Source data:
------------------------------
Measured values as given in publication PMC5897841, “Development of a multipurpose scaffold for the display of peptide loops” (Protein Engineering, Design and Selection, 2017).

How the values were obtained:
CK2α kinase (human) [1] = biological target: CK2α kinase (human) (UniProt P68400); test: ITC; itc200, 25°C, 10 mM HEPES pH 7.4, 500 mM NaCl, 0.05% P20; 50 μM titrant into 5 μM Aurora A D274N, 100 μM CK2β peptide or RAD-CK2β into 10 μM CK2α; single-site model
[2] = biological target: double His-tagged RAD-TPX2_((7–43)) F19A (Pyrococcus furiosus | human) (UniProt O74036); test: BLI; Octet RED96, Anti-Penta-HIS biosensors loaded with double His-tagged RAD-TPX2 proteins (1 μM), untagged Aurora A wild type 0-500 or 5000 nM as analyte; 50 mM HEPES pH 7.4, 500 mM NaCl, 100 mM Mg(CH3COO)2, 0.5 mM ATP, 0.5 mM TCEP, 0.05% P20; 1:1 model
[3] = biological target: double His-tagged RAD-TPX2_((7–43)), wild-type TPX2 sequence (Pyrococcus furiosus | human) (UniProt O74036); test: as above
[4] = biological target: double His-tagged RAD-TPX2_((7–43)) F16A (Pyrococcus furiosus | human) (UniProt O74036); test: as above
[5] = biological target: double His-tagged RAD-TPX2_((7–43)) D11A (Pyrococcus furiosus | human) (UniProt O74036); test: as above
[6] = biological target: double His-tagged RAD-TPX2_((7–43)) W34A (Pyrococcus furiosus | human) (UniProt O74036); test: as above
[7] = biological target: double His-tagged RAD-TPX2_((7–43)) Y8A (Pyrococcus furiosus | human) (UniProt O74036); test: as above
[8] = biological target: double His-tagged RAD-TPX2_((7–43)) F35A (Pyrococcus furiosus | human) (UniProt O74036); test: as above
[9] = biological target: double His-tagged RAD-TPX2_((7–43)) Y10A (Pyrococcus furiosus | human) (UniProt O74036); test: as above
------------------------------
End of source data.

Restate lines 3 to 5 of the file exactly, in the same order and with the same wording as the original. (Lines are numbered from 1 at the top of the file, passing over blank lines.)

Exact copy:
CK2α kinase (human) [1] = biological target: CK2α kinase (human) (UniProt P68400); test: ITC; itc200, 25°C, 10 mM HEPES pH 7.4, 500 mM NaCl, 0.05% P20; 50 μM titrant into 5 μM Aurora A D274N, 100 μM CK2β peptide or RAD-CK2β into 10 μM CK2α; single-site model
[2] = biological target: double His-tagged RAD-TPX2_((7–43)) F19A (Pyrococcus furiosus | human) (UniProt O74036); test: BLI; Octet RED96, Anti-Penta-HIS biosensors loaded with double His-tagged RAD-TPX2 proteins (1 μM), untagged Aurora A wild type 0-500 or 5000 nM as analyte; 50 mM HEPES pH 7.4, 500 mM NaCl, 100 mM Mg(CH3COO)2, 0.5 mM ATP, 0.5 mM TCEP, 0.05% P20; 1:1 model
[3] = biological target: double His-tagged RAD-TPX2_((7–43)), wild-type TPX2 sequence (Pyrococcus furiosus | human) (UniProt O74036); test: as above